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Gene therapy-emulating small molecule treatments in cystic fibrosis airway epithelial cells and patients

Abstract

Background

Several small molecule corrector and potentiator drugs have recently been licensed for Cystic Fibrosis (CF) therapy. However, other aspects of the disease, especially inflammation, are less effectively treated by these drugs. We hypothesized that small molecule drugs could function either alone or as an adjuvant to licensed therapies to treat these aspects of the disease, perhaps emulating the effects of gene therapy in CF cells. The cardiac glycoside digitoxin, which has been shown to inhibit TNFα/NFκB signaling in CF lung epithelial cells, may serve as such a therapy.

Methods

IB3–1 CF lung epithelial cells were treated with different Vertex (VX) drugs, digitoxin, and various drug mixtures, and ELISA assays were used to assess suppression of baseline and TNFα-activated secretion of cytokines and chemokines. Transcriptional responses to these drugs were assessed by RNA-seq and compared with gene expression in AAV-[wildtype]CFTR-treated IB3–1 (S9) cells. We also compared in vitro gene expression signatures with in vivo data from biopsied nasal epithelial cells from digitoxin-treated CF patients.

Results

CF cells exposed to digitoxin exhibited significant suppression of both TNFα/NFκB signaling and downstream secretion of IL-8, IL-6 and GM-CSF, with or without co-treatment with VX drugs. No evidence of drug-drug interference was observed. RNA-seq analysis showed that gene therapy-treated CF lung cells induced changes in 3134 genes. Among these, 32.6% were altered by digitoxin treatment in the same direction. Shared functional gene ontology themes for genes suppressed by both digitoxin and gene therapy included inflammation (84 gene signature), and cell-cell interactions and fibrosis (49 gene signature), while genes elevated by both were enriched for epithelial differentiation (82 gene signature). A new analysis of mRNA data from digitoxin-treated CF patients showed consistent trends in expression for genes in these signatures.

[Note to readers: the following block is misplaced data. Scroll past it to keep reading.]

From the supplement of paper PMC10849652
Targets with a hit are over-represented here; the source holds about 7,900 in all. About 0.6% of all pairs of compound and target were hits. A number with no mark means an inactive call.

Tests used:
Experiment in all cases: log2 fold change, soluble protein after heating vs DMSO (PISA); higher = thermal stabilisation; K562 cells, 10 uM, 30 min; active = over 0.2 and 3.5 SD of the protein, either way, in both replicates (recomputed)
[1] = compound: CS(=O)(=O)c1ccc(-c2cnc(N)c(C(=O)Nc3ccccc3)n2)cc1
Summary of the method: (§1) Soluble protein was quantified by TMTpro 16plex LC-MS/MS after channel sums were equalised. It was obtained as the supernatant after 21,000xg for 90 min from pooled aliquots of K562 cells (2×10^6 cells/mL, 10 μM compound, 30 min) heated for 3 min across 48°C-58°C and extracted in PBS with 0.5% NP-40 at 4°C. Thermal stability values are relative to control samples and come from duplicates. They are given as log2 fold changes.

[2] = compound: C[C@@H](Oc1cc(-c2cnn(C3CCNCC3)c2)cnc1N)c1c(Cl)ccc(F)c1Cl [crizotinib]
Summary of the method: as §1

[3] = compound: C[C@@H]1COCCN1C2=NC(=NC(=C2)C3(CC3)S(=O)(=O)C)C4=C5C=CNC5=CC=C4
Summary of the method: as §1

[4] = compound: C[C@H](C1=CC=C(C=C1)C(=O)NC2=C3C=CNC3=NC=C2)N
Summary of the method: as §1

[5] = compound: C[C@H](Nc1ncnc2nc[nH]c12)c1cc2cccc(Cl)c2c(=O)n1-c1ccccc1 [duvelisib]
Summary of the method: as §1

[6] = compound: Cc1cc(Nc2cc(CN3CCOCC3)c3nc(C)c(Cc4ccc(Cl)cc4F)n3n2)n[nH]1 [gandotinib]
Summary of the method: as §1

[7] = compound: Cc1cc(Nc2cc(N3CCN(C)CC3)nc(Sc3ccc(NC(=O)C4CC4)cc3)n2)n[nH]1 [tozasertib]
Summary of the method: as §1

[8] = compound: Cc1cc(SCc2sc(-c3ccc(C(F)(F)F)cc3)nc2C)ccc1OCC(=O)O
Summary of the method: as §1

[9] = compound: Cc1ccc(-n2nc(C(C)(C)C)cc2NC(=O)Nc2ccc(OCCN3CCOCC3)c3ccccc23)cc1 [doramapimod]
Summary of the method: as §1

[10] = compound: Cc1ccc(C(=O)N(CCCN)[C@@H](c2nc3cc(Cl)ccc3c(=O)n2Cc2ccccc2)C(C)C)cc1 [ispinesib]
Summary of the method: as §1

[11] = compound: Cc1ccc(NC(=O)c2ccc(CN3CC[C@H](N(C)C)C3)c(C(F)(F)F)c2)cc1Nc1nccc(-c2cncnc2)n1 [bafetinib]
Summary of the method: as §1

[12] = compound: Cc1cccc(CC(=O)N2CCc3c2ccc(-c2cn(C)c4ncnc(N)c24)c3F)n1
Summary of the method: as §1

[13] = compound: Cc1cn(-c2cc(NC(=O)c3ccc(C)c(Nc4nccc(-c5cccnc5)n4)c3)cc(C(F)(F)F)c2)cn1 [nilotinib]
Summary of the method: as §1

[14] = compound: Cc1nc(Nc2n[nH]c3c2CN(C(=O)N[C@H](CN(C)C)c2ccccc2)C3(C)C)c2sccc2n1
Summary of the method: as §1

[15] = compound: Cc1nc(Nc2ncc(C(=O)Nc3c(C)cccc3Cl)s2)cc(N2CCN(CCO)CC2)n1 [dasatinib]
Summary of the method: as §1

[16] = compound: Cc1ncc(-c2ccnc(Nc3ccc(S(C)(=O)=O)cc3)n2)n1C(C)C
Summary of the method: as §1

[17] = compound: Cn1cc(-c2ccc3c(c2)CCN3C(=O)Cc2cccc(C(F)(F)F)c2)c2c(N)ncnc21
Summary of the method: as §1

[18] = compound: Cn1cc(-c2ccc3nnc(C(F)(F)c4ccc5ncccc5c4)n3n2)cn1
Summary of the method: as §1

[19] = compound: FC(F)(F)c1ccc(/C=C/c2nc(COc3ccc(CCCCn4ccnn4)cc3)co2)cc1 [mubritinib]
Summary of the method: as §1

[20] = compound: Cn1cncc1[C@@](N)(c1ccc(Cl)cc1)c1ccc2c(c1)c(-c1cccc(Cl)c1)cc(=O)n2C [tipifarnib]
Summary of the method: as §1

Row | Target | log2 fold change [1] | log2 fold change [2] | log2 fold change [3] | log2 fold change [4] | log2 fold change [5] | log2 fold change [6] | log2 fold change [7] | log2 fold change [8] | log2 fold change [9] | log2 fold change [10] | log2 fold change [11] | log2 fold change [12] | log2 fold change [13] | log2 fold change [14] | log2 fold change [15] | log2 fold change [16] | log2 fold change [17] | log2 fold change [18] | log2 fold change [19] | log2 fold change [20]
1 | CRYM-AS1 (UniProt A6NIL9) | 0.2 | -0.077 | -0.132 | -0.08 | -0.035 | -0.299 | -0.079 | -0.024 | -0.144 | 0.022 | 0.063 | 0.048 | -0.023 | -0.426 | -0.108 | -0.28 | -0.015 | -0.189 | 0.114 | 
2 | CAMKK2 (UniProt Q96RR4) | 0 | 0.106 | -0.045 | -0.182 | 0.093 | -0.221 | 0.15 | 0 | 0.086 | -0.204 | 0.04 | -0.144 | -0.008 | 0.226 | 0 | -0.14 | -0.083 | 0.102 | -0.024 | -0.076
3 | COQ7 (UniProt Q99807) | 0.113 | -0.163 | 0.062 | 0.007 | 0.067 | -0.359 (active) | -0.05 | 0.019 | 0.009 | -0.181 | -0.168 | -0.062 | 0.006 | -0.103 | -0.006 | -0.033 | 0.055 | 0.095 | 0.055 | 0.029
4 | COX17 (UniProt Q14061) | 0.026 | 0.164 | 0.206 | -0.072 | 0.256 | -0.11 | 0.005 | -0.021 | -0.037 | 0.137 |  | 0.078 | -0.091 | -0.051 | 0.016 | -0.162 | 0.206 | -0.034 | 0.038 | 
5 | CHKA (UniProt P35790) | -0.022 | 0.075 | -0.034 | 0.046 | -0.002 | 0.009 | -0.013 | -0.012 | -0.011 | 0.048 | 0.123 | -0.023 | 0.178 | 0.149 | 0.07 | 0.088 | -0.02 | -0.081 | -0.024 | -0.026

Conclusions

Adjuvant gene therapy-emulating activities of digitoxin may contribute to enhancing the efficacy of currently licensed correctors and potentiators in CF patients.

Introduction

Cystic fibrosis (CF) is a life-limiting autosomal recessive genetic disease due to mutations in the CFTR gene [1,2,3]. In the lung, the common CF mutation [F508del] [4, 5], and the less common [G551D] mutation [6,7,8,9], are both associated with a hyper-proinflammatory phenotype that is due to constitutive activation of the TNFα/NFκB signaling pathway [10,11,12,13,14]. For both mutations, failure to suppress inflammation leads to further reactive inflammation, exacerbation of constitutive secretion of mucin, local airway obstruction and hypoxia, infection, and, finally, complete loss of lung function. Recently, to treat the pulmonary manifestations of CF, a “potentiator” drug, VX-770, has been licensed that induces chloride channel activity in the [G551D] gating mutant [15]. A modestly effective “corrector” drug, VX-809, has been licensed to treat the common [F508del] mutation in combination with VX- 770 [16]. More recently, a licensed combination of the corrector drug VX-661 with VX-770 has been shown to be safer and possibly more effective in CF patients homozygous [17] and heterozygous [18] for the [F508del] CFTR mutation. However, despite substantial and successful responses in CF patients, there remain other aspects of the disease for which the corrector and potentiator drugs are less effective [19,20,21,22]. The need to fill this gap is illustrated by the Cystic Fibrosis Foundation (CFF)‘s recent offer of support for “discovery of ways to dampen the exaggerated immune response that causes chronic inflammation without affecting the body’s natural defenses against infection” [23].